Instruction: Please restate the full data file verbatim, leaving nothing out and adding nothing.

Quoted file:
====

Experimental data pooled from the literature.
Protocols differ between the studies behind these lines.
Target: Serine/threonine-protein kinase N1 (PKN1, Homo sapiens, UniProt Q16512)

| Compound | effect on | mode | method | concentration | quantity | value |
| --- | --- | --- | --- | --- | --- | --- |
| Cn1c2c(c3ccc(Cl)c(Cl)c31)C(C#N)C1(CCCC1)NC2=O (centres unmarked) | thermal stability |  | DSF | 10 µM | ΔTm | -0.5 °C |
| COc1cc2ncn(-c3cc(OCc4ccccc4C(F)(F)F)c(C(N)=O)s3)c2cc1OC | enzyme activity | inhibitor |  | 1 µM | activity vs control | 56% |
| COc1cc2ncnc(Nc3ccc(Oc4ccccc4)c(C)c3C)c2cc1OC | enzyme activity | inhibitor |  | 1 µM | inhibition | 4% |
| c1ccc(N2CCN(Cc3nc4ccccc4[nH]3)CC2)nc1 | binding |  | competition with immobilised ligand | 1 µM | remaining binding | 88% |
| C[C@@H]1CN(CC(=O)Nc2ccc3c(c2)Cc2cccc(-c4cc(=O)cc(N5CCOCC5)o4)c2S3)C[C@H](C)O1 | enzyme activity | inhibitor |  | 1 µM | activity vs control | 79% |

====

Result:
Experimental data pooled from the literature.
Protocols differ between the studies behind these lines.
Target: Serine/threonine-protein kinase N1 (PKN1, Homo sapiens, UniProt Q16512)

| Compound | effect on | mode | method | concentration | quantity | value |
| --- | --- | --- | --- | --- | --- | --- |
| Cn1c2c(c3ccc(Cl)c(Cl)c31)C(C#N)C1(CCCC1)NC2=O (centres unmarked) | thermal stability |  | DSF | 10 µM | ΔTm | -0.5 °C |
| COc1cc2ncn(-c3cc(OCc4ccccc4C(F)(F)F)c(C(N)=O)s3)c2cc1OC | enzyme activity | inhibitor |  | 1 µM | activity vs control | 56% |
| COc1cc2ncnc(Nc3ccc(Oc4ccccc4)c(C)c3C)c2cc1OC | enzyme activity | inhibitor |  | 1 µM | inhibition | 4% |
| c1ccc(N2CCN(Cc3nc4ccccc4[nH]3)CC2)nc1 | binding |  | competition with immobilised ligand | 1 µM | remaining binding | 88% |
| C[C@@H]1CN(CC(=O)Nc2ccc3c(c2)Cc2cccc(-c4cc(=O)cc(N5CCOCC5)o4)c2S3)C[C@H](C)O1 | enzyme activity | inhibitor |  | 1 µM | activity vs control | 79% |